What is Conveyancing?

Selling or buying a property can be a daunting experience. Follow our basic guide to conveyancing to help fill in the gaps in your knowledge. There is some useful information below, however if you need any further help or advice with conveyancing please contact us.

A conveyancing transaction consists of two main points: exchange and completion. The exchange of contracts is when the equitable title passes and the completion of the sale is when the legal title passes. During the process of selling or buying property conveyancing occurs in three separate stages: before contract, before completion and after completion. In the stage before exchange both the seller and buyer may pull out of the sale.

Conveyancing is carried out by either a solicitor or licensed conveyancer. Fees vary depending on the complexity of the property transaction. The general turnaround time from instruction to completion in the UK is around 10 to 12 weeks; this can vary greatly depending on the specifics of the sale in question.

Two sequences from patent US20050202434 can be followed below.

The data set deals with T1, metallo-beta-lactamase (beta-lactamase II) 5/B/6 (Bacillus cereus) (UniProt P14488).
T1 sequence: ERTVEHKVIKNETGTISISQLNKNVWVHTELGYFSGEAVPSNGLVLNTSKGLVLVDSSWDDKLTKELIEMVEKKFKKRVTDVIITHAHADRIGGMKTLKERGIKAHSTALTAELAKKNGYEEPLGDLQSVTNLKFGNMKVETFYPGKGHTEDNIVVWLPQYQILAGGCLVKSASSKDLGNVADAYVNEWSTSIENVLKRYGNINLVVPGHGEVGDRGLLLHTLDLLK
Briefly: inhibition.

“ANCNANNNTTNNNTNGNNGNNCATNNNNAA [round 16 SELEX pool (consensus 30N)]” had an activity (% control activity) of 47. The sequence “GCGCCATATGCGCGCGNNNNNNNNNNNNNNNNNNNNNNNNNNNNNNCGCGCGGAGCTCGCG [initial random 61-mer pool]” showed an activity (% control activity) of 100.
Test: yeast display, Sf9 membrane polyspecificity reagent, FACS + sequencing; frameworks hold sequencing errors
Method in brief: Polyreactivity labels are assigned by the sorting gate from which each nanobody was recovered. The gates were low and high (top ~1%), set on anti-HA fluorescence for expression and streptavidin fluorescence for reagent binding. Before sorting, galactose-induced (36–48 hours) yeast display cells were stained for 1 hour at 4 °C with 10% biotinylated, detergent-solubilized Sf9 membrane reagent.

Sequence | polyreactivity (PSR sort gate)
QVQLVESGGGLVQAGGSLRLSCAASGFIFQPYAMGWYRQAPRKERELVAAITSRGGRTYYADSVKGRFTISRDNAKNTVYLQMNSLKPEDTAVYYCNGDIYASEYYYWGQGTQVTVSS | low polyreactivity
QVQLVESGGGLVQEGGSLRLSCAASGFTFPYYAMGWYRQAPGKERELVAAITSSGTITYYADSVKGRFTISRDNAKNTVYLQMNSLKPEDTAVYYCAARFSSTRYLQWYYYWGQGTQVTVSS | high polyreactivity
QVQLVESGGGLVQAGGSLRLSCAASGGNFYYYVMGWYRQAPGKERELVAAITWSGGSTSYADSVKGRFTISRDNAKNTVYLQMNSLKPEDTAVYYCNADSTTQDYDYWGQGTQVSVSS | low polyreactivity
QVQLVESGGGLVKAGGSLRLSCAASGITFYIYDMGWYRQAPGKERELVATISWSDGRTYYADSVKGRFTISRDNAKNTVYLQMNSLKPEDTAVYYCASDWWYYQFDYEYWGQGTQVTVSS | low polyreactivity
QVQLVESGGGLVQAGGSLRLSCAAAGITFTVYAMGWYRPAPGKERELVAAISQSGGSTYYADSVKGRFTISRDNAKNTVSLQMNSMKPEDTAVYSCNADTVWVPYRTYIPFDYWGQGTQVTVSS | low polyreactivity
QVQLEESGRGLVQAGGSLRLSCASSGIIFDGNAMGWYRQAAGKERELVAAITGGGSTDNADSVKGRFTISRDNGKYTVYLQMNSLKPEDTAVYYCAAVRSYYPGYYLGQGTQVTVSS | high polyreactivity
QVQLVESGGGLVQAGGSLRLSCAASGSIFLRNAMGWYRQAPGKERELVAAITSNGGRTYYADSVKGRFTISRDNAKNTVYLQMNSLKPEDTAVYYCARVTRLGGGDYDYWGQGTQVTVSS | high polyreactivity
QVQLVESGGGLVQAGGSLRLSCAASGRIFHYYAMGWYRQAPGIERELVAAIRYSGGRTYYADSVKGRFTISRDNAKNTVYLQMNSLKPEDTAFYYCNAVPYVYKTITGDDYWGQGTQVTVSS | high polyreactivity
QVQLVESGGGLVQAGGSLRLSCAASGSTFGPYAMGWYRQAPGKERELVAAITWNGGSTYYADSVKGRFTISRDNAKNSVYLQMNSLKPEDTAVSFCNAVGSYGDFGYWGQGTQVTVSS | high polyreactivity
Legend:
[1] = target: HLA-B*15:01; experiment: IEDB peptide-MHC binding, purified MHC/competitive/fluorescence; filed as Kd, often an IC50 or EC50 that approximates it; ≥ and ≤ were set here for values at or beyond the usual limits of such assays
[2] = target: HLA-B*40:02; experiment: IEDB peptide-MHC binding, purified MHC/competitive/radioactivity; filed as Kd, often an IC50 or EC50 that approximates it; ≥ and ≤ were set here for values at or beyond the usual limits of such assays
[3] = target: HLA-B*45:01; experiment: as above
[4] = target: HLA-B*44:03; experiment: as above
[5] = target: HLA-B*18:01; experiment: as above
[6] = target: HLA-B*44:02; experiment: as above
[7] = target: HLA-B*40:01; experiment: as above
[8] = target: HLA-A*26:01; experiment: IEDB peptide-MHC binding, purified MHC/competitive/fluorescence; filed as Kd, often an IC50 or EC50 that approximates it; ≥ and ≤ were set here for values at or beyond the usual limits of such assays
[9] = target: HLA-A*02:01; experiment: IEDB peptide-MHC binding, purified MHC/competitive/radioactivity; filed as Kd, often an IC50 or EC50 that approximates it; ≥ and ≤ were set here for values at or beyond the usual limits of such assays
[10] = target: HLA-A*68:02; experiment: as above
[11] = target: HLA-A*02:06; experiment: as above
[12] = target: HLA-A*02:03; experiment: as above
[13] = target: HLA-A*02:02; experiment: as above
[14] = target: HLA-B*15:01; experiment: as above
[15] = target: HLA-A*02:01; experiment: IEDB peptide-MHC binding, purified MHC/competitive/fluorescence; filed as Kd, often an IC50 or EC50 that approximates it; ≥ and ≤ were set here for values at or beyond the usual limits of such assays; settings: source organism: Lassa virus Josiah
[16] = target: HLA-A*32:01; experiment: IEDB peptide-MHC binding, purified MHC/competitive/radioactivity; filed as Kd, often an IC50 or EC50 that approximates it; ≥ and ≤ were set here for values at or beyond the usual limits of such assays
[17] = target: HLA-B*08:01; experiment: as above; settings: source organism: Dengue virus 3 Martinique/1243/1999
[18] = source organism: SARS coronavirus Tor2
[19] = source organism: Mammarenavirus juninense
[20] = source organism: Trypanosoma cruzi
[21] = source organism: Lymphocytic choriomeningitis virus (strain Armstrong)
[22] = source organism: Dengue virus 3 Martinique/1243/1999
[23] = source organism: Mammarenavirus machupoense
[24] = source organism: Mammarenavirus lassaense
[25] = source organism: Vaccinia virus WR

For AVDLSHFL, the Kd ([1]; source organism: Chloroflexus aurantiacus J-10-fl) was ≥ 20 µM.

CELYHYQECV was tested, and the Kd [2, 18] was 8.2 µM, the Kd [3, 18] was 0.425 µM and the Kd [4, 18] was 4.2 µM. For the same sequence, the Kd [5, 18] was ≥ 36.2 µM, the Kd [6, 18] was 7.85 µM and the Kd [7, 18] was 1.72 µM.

Typically the seller or seller’s estate agent will assist in price negotiation and once a price is agreed by seller and buyer the sale is passed onto the solicitor. A survey may then be carried out if the buyer wishes. At this stage it is usual for the solicitor to obtain the property deeds and carry out the relevant searches. The seller’s solicitor will then draft the contracts of sale which need to be approved by the buyer’s solicitor. After approval and prior to exchange the seller will complete a fixtures and fittings inventory.

Once contacts have been exchanged on the property the sale becomes legally binding and neither party can pull out without incurring a penalty.

Once the sale goes through to completion the solicitor will register the new ownership of the property with the Land Registry.

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